Finished (click image to enlarge). Added thin sliced pork sauteed with garlic salt, hard boiled egg and green onion. The noodles were neat – they had a great texture and a good chewiness with a slightly lighter gauge than your run of the mill instant. The broth was very nice – a luxuriant red miso that wasn’t overly strong or overly light but just right. Very nice! 4.0 out of 5.0 stars.UPC bar code 708953601038.

A short film about Lotus Foods’ production of Madagascar Pink Rice.

Meet The Manufacturer: #1343: Lotus Foods Jade Pearl Rice Ramen

The first of these three new Lotus Foods Rice Ramen varieties I’ll be reviewing is the Jade Pearl Rice Ramen. I thought I’d look on their site to see what they had to say about the main ingredient, the Jade Pearl rice. Here’s what they had to say about it:

When cooked, this beautiful jade-colored rice produces the aroma of a bamboo forest, a light vanilla taste, and an explosion of health-giving nutrients. Our Organic Jade Pearl Rice makes an especially pretty plate presentation, sushi, Asian style risotto and dessert pudding.

That’s some pretty nice sounding stuff! I’m curious how it will translate over to a noodle. I should also note, I got a hand me down camera for my birthday – a Nikon L820 from my sister Sue! Thanks – this is the first review I’ll be trying it out with. Let’s check it out!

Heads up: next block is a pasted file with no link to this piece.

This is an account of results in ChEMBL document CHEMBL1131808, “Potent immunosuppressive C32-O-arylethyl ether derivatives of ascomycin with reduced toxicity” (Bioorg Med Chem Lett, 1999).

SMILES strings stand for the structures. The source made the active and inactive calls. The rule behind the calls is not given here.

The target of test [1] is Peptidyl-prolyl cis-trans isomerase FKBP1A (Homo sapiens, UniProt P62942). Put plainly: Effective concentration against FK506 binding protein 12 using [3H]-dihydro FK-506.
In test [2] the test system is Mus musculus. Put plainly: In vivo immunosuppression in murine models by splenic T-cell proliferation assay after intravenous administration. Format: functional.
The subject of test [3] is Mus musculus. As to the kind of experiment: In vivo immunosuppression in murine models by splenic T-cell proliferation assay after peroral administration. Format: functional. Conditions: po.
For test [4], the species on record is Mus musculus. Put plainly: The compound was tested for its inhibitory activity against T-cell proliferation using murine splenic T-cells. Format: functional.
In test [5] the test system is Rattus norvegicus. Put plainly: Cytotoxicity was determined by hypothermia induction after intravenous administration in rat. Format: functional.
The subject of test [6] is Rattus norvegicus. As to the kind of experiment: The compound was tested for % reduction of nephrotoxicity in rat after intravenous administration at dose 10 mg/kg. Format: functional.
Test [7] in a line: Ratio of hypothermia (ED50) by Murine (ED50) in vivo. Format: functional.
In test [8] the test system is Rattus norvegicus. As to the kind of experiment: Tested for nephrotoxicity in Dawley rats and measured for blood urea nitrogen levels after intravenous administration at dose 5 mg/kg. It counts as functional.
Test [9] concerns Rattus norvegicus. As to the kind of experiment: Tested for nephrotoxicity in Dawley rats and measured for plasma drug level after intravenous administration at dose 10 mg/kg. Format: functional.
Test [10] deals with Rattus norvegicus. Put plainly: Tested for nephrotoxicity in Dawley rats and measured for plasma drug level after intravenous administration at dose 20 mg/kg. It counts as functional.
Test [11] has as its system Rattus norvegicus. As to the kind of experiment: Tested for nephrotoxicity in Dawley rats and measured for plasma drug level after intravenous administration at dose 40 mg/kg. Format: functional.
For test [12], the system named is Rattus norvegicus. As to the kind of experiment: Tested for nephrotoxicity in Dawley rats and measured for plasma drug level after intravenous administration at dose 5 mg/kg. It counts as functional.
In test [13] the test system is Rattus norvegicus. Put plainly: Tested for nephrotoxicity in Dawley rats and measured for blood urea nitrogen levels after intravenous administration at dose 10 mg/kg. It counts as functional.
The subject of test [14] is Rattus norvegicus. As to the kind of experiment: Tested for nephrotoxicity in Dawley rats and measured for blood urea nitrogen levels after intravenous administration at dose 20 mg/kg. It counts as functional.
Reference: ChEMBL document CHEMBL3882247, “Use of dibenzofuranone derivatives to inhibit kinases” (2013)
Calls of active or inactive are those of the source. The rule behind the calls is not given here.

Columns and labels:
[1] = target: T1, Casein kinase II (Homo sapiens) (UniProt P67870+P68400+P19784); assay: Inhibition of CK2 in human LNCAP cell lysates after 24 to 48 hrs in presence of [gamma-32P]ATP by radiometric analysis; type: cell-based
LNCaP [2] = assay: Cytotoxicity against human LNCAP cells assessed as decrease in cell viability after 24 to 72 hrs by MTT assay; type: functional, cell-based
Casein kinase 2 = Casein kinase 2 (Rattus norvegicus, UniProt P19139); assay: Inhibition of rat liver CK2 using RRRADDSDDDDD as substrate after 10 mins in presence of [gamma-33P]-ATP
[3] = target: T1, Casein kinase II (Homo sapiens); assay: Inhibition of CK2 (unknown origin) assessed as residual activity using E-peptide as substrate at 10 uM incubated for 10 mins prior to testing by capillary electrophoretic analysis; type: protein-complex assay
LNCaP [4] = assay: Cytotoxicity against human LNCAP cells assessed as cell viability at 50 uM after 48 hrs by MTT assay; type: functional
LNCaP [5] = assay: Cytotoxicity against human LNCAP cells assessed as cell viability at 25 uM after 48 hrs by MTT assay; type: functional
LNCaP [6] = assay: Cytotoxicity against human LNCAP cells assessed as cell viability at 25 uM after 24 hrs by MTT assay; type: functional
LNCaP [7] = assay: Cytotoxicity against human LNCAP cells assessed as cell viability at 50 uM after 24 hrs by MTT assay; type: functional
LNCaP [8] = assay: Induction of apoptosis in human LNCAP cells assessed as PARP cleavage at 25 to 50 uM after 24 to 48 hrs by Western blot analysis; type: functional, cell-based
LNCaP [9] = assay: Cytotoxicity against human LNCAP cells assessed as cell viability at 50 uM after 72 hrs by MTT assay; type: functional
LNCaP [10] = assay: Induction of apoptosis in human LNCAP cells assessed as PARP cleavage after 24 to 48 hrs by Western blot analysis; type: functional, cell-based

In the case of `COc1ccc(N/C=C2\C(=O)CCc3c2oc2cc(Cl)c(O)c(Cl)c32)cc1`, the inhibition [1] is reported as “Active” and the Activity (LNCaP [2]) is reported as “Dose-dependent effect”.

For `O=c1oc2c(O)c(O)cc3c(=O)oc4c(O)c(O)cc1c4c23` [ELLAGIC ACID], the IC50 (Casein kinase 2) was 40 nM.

Here’s the back of the package (click image to enlarge). Gluten free and Vegan friendly. To prepare, boil 2 cups of water and cook the noodle block for 4 minutes, stirring gently. When the noodles are soft, take off the heat and stir in the soup base sachet contents. Enjoy!

The noodle block.

The soup base sachet.

Has a very light consistency.

Finished (click image to enlarge). Added shrimp, sweet onion and green onion. The noodles are really interesting – they have a nice gauge and a really neat texture. They are not rubbery or spongy, however they’re  decent on the chew. One thing to note is that after a little while, they do lose chewiness, but eat ’em right after you make them and they’re very nice. The broth is very light but has a nice flavor of miso to it. 3.25 out of 5.0 stars.UPC bar code 708953601021.

Here’s a video overview of who Lotus Foods are and what they’re all about.

Meet The Manufacturer: Product Samples From Lotus Foods

A box came today!

A box of product samples – wow these looks interesting…

These are all different kinds of rice that Lotus Foods sells – I’ve had the Forbidden Rice before, but didn’t know they made this many!

These rice ramen varieties are all from the rice they grow. Looks really interesting – wow!

They also sent a new t-shirt for my wife! Thanks!

Meet The Manufacturer: Interview With Lotus Foods